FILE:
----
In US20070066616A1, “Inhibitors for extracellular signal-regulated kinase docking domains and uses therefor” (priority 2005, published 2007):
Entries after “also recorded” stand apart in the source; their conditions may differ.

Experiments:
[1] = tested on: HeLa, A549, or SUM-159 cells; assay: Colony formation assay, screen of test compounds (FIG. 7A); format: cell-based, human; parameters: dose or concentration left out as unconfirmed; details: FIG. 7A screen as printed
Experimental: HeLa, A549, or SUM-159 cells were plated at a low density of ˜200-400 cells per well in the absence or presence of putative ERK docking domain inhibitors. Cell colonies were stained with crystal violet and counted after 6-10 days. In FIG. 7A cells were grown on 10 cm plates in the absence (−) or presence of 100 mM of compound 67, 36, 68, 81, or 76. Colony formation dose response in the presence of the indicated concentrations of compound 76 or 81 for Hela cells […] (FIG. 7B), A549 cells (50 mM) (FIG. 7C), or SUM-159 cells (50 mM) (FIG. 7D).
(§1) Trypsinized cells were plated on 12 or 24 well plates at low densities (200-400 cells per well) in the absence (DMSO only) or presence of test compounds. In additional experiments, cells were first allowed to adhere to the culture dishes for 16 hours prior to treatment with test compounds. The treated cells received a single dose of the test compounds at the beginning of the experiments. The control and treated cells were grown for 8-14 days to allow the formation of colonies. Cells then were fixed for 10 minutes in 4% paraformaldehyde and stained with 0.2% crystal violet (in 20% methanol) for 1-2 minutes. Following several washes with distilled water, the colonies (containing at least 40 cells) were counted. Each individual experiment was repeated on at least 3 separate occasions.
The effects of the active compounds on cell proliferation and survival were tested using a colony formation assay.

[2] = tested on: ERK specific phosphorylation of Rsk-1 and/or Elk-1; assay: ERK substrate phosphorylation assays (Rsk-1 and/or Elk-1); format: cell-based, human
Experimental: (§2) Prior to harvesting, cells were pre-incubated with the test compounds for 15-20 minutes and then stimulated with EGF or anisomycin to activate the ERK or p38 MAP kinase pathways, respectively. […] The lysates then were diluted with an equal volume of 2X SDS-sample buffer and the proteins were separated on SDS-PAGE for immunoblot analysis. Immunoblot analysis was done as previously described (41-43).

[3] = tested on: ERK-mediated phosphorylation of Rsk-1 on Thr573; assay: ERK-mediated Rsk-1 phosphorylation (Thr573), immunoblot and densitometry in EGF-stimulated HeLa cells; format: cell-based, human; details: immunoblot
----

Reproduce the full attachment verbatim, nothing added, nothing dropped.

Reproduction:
In US20070066616A1, “Inhibitors for extracellular signal-regulated kinase docking domains and uses therefor” (priority 2005, published 2007):
Entries after “also recorded” stand apart in the source; their conditions may differ.

Experiments:
[1] = tested on: HeLa, A549, or SUM-159 cells; assay: Colony formation assay, screen of test compounds (FIG. 7A); format: cell-based, human; parameters: dose or concentration left out as unconfirmed; details: FIG. 7A screen as printed
Experimental: HeLa, A549, or SUM-159 cells were plated at a low density of ˜200-400 cells per well in the absence or presence of putative ERK docking domain inhibitors. Cell colonies were stained with crystal violet and counted after 6-10 days. In FIG. 7A cells were grown on 10 cm plates in the absence (−) or presence of 100 mM of compound 67, 36, 68, 81, or 76. Colony formation dose response in the presence of the indicated concentrations of compound 76 or 81 for Hela cells […] (FIG. 7B), A549 cells (50 mM) (FIG. 7C), or SUM-159 cells (50 mM) (FIG. 7D).
(§1) Trypsinized cells were plated on 12 or 24 well plates at low densities (200-400 cells per well) in the absence (DMSO only) or presence of test compounds. In additional experiments, cells were first allowed to adhere to the culture dishes for 16 hours prior to treatment with test compounds. The treated cells received a single dose of the test compounds at the beginning of the experiments. The control and treated cells were grown for 8-14 days to allow the formation of colonies. Cells then were fixed for 10 minutes in 4% paraformaldehyde and stained with 0.2% crystal violet (in 20% methanol) for 1-2 minutes. Following several washes with distilled water, the colonies (containing at least 40 cells) were counted. Each individual experiment was repeated on at least 3 separate occasions.
The effects of the active compounds on cell proliferation and survival were tested using a colony formation assay.

[2] = tested on: ERK specific phosphorylation of Rsk-1 and/or Elk-1; assay: ERK substrate phosphorylation assays (Rsk-1 and/or Elk-1); format: cell-based, human
Experimental: (§2) Prior to harvesting, cells were pre-incubated with the test compounds for 15-20 minutes and then stimulated with EGF or anisomycin to activate the ERK or p38 MAP kinase pathways, respectively. […] The lysates then were diluted with an equal volume of 2X SDS-sample buffer and the proteins were separated on SDS-PAGE for immunoblot analysis. Immunoblot analysis was done as previously described (41-43).

[3] = tested on: ERK-mediated phosphorylation of Rsk-1 on Thr573; assay: ERK-mediated Rsk-1 phosphorylation (Thr573), immunoblot and densitometry in EGF-stimulated HeLa cells; format: cell-based, human; details: immunoblot